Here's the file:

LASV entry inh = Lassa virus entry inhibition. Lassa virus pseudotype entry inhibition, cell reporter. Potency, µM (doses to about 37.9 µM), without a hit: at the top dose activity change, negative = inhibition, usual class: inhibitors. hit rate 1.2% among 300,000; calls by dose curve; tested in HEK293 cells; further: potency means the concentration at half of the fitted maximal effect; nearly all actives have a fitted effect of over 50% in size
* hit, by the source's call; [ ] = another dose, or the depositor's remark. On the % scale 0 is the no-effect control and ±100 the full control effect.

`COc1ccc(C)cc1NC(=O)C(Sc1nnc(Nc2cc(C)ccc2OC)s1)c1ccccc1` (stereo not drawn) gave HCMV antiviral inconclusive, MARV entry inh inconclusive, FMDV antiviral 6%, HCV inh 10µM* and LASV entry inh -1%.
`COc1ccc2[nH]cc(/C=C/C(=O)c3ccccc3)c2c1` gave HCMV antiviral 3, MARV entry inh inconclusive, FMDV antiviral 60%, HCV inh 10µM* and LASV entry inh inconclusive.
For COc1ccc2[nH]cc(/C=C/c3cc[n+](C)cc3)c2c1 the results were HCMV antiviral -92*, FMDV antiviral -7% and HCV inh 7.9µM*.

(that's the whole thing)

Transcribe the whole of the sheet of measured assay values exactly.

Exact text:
LASV entry inh = Lassa virus entry inhibition. Lassa virus pseudotype entry inhibition, cell reporter. Potency, µM (doses to about 37.9 µM), without a hit: at the top dose activity change, negative = inhibition, usual class: inhibitors. hit rate 1.2% among 300,000; calls by dose curve; tested in HEK293 cells; further: potency means the concentration at half of the fitted maximal effect; nearly all actives have a fitted effect of over 50% in size
* hit, by the source's call; [ ] = another dose, or the depositor's remark. On the % scale 0 is the no-effect control and ±100 the full control effect.

`COc1ccc(C)cc1NC(=O)C(Sc1nnc(Nc2cc(C)ccc2OC)s1)c1ccccc1` (stereo not drawn) gave HCMV antiviral inconclusive, MARV entry inh inconclusive, FMDV antiviral 6%, HCV inh 10µM* and LASV entry inh -1%.
`COc1ccc2[nH]cc(/C=C/C(=O)c3ccccc3)c2c1` gave HCMV antiviral 3, MARV entry inh inconclusive, FMDV antiviral 60%, HCV inh 10µM* and LASV entry inh inconclusive.
For COc1ccc2[nH]cc(/C=C/c3cc[n+](C)cc3)c2c1 the results were HCMV antiviral -92*, FMDV antiviral -7% and HCV inh 7.9µM*.